There is also fear of losing access to China’s domestic market—costing companies billions of dollars in revenue —funds that are essential to their longer-term competitiveness. That hesitance to join US sanctions ratchets up tensions within alliances, as US companies complain that competitors are benefitting from actions taken by the US government: for instance, the October decision which restricts only US business’ activities in the name of collective defense.
China is encouraging allied governments to stand tall against US pressure, urging them to maintain their independence and keep their eyes fixed on the massive Chinese domestic market. This summer, Chinese Foreign Minister Wang Yi told South Korean counterpart Park Jin that the two countries should maintain their independence and freedom from external interference. The Global Times, a nationalist tabloid in China, warned that “If Japan succumbs to US pressure on export restrictions and gives up the Chinese market, international investors may lose interest in Japan and stop their planned investment or even pull their capital out of the country.” While both Tokyo and Seoul insist that they will work closely with the United States on technology concerns, the record shows a gap between words and actions.
The United States insists that its allies will get in line. Consultations have already begun: US and South Korean officials met in early November to exchange information on each country’s regulations and the impact of the US restrictions on Korea’s semiconductor industry. Meetings with Japan are anticipated although Japanese officials note that the two governments exchange views “on a daily basis.”
Pressure will mount as the semiconductor issue assumes a higher profile in bilateral and multilateral discussions. Semiconductors are central to supply chain resilience discussions, a topic included in every multilateral discussion of economic security. There has been talking of a “Chip 4 Alliance,” in which the US, Japan, South Korea and Taiwan would produce “democratic chips,” but progress has been fitful and some observers have suggested that the proposal was released prematurely.
Semiconductors will figure prominently in the Indo-Pacific Economic Framework (IPEF), the US-initiated discussions that are intended to guide regional economic engagement. The 14 countries who have signed up to IPEF – Japan and South Korea among them – have all agreed to join negotiations on building supply chain resilience. Among the suggested agenda items is a semiconductor emergency stockpile, available to member countries in times of crisis.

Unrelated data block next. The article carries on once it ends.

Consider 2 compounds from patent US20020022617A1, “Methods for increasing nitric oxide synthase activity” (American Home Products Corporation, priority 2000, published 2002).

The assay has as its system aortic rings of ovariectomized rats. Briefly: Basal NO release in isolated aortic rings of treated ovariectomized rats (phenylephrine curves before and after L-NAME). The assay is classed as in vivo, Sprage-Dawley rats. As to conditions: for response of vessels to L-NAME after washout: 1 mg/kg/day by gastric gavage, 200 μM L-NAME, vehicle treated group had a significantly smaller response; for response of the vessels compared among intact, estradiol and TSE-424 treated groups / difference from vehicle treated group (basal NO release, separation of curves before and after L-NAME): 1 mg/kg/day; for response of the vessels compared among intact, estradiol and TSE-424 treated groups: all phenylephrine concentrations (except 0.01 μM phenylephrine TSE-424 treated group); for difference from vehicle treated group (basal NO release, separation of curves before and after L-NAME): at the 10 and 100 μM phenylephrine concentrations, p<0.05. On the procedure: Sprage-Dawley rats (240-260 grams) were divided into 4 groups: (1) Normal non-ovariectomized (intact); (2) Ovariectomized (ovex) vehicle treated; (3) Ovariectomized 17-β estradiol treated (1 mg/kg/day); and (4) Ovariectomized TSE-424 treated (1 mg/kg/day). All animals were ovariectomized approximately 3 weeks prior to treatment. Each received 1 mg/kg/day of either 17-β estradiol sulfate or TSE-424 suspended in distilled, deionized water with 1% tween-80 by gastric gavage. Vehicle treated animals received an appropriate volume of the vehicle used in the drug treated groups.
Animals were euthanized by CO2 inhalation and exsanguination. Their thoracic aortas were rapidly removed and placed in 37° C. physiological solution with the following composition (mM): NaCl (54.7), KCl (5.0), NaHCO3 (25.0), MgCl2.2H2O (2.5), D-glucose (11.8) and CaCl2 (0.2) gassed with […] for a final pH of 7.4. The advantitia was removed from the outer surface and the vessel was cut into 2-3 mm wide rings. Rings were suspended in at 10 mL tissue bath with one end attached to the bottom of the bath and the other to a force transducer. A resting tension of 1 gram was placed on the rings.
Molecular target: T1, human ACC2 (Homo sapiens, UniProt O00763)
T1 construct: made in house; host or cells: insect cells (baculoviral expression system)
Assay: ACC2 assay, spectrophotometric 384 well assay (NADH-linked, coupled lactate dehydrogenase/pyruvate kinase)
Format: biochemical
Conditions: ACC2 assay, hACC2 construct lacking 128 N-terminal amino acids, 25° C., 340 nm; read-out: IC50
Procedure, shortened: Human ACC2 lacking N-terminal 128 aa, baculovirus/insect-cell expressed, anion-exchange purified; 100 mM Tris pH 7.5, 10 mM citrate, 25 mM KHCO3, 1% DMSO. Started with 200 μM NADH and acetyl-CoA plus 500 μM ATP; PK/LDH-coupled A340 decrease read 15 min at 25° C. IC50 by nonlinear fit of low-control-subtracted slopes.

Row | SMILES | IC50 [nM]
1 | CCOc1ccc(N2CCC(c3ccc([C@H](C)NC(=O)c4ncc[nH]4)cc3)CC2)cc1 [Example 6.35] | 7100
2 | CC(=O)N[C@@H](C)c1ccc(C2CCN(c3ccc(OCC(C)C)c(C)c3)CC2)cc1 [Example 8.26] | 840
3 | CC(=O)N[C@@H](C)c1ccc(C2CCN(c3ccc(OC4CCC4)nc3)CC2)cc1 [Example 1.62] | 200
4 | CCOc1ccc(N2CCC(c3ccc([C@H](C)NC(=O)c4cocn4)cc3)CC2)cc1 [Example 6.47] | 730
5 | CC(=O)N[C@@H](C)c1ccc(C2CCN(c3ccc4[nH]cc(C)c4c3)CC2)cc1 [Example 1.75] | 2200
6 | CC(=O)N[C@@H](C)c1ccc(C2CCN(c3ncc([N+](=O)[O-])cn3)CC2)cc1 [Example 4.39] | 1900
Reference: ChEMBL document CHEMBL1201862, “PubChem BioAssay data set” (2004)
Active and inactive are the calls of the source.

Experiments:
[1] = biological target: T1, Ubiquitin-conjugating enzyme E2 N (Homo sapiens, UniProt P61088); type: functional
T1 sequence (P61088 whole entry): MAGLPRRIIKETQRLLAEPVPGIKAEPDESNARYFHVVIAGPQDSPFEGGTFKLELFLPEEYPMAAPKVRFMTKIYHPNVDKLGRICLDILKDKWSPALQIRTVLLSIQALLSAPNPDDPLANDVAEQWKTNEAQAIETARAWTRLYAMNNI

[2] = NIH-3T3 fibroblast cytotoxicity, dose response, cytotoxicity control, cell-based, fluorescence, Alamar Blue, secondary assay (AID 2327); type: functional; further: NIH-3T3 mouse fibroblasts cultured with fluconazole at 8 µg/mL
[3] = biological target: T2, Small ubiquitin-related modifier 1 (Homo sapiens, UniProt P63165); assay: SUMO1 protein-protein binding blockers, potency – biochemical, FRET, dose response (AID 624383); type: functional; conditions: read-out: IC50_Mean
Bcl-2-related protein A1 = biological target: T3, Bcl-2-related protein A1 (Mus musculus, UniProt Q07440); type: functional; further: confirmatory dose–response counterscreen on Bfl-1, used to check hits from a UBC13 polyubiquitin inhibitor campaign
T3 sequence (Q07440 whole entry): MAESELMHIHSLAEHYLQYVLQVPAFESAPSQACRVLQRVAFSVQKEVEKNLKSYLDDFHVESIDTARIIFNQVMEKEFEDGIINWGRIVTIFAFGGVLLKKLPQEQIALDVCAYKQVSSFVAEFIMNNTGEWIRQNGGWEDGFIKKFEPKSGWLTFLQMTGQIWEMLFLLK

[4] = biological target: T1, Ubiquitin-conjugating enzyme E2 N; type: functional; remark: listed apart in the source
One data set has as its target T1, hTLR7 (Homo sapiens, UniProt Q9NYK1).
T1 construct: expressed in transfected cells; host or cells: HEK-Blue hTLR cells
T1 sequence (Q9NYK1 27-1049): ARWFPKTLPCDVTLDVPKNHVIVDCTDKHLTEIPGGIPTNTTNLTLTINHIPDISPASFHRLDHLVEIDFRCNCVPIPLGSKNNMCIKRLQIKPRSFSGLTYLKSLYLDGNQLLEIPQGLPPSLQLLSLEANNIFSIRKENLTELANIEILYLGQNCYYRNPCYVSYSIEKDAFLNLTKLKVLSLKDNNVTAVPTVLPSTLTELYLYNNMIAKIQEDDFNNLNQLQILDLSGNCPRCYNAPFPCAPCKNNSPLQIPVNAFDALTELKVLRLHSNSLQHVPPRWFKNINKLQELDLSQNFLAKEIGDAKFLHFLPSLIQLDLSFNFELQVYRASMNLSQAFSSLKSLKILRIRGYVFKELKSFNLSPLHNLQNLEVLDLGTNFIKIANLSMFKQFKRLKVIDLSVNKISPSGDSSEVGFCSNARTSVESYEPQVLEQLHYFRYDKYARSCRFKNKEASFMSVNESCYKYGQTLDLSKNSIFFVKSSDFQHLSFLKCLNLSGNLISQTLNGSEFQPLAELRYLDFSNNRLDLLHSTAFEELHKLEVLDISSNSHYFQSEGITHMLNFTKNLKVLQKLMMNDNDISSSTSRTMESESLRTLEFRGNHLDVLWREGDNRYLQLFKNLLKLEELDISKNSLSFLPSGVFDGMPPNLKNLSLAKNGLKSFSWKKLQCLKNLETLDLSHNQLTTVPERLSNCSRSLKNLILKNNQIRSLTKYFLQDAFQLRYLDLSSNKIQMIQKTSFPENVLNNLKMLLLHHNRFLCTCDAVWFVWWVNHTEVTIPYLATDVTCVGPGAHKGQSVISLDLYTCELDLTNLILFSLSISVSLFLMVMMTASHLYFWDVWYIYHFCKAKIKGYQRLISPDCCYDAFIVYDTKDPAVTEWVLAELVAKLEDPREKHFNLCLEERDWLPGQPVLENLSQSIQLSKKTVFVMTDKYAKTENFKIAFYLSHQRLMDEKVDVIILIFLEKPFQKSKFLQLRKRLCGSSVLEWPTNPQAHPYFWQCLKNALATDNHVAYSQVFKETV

With chip production and security figuring prominently in the Quad as well, the pressure on allies to fall in line behind the US restrictions will only increase. It is not only the prospect of being subject to US sanctions that will influence thinking in those capitals; equally compelling is the possibility that countries will be denied access to US research and future collaboration. Allies won’t be told to choose between Washington and Beijing but the decisions they are being pressed to make will have the same effect. Expect decoupling at the high-tech frontiers of the international economy – a process and a result that are being pushed by both the US and China in the name of national security.
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Brad Glosserman is Deputy Director of and visiting professor at the Center for Rule-Making Strategies at Tama University as well as senior adviser (nonresident) at Pacific Forum. The author of “Peak Japan: The End of Great Ambitions” (Georgetown University Press, 2019), he has just completed a manuscript on the new national security economy.